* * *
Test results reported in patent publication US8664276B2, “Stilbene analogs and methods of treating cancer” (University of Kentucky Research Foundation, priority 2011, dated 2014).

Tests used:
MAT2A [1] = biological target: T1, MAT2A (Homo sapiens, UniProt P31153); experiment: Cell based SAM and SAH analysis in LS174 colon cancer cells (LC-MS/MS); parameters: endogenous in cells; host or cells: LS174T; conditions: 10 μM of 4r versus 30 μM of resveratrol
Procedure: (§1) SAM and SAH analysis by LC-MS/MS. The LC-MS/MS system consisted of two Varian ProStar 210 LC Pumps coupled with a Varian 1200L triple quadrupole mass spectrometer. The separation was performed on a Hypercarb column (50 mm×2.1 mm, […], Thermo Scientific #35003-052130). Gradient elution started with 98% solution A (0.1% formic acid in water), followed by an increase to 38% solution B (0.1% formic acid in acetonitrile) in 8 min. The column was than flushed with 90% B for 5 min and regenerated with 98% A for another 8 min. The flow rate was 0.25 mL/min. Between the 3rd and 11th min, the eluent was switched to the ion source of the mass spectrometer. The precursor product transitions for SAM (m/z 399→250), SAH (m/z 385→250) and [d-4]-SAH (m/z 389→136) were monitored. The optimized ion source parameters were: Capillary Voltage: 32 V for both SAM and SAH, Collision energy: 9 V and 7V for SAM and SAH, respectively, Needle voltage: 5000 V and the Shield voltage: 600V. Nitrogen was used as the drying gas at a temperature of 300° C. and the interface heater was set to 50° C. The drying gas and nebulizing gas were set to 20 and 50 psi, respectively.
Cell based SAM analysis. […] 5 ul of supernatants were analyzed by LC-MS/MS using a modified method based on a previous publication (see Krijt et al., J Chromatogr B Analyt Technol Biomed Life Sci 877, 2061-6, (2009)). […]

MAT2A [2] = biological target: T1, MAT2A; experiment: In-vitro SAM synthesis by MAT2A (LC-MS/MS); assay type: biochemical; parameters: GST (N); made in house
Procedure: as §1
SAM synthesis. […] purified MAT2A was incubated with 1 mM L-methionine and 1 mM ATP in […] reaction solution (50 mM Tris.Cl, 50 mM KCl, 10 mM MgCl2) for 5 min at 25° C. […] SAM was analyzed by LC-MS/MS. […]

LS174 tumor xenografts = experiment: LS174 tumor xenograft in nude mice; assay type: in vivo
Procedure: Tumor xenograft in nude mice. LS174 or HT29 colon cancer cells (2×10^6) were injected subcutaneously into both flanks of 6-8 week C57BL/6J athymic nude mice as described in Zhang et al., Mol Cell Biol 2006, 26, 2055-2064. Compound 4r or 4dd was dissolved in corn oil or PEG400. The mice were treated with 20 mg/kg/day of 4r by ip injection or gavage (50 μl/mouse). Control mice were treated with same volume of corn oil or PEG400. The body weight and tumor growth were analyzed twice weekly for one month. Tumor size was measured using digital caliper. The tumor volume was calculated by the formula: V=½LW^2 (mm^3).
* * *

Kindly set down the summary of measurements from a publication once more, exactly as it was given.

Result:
Test results reported in patent publication US8664276B2, “Stilbene analogs and methods of treating cancer” (University of Kentucky Research Foundation, priority 2011, dated 2014).

Tests used:
MAT2A [1] = biological target: T1, MAT2A (Homo sapiens, UniProt P31153); experiment: Cell based SAM and SAH analysis in LS174 colon cancer cells (LC-MS/MS); parameters: endogenous in cells; host or cells: LS174T; conditions: 10 μM of 4r versus 30 μM of resveratrol
Procedure: (§1) SAM and SAH analysis by LC-MS/MS. The LC-MS/MS system consisted of two Varian ProStar 210 LC Pumps coupled with a Varian 1200L triple quadrupole mass spectrometer. The separation was performed on a Hypercarb column (50 mm×2.1 mm, […], Thermo Scientific #35003-052130). Gradient elution started with 98% solution A (0.1% formic acid in water), followed by an increase to 38% solution B (0.1% formic acid in acetonitrile) in 8 min. The column was than flushed with 90% B for 5 min and regenerated with 98% A for another 8 min. The flow rate was 0.25 mL/min. Between the 3rd and 11th min, the eluent was switched to the ion source of the mass spectrometer. The precursor product transitions for SAM (m/z 399→250), SAH (m/z 385→250) and [d-4]-SAH (m/z 389→136) were monitored. The optimized ion source parameters were: Capillary Voltage: 32 V for both SAM and SAH, Collision energy: 9 V and 7V for SAM and SAH, respectively, Needle voltage: 5000 V and the Shield voltage: 600V. Nitrogen was used as the drying gas at a temperature of 300° C. and the interface heater was set to 50° C. The drying gas and nebulizing gas were set to 20 and 50 psi, respectively.
Cell based SAM analysis. […] 5 ul of supernatants were analyzed by LC-MS/MS using a modified method based on a previous publication (see Krijt et al., J Chromatogr B Analyt Technol Biomed Life Sci 877, 2061-6, (2009)). […]

MAT2A [2] = biological target: T1, MAT2A; experiment: In-vitro SAM synthesis by MAT2A (LC-MS/MS); assay type: biochemical; parameters: GST (N); made in house
Procedure: as §1
SAM synthesis. […] purified MAT2A was incubated with 1 mM L-methionine and 1 mM ATP in […] reaction solution (50 mM Tris.Cl, 50 mM KCl, 10 mM MgCl2) for 5 min at 25° C. […] SAM was analyzed by LC-MS/MS. […]

LS174 tumor xenografts = experiment: LS174 tumor xenograft in nude mice; assay type: in vivo
Procedure: Tumor xenograft in nude mice. LS174 or HT29 colon cancer cells (2×10^6) were injected subcutaneously into both flanks of 6-8 week C57BL/6J athymic nude mice as described in Zhang et al., Mol Cell Biol 2006, 26, 2055-2064. Compound 4r or 4dd was dissolved in corn oil or PEG400. The mice were treated with 20 mg/kg/day of 4r by ip injection or gavage (50 μl/mouse). Control mice were treated with same volume of corn oil or PEG400. The body weight and tumor growth were analyzed twice weekly for one month. Tumor size was measured using digital caliper. The tumor volume was calculated by the formula: V=½LW^2 (mm^3).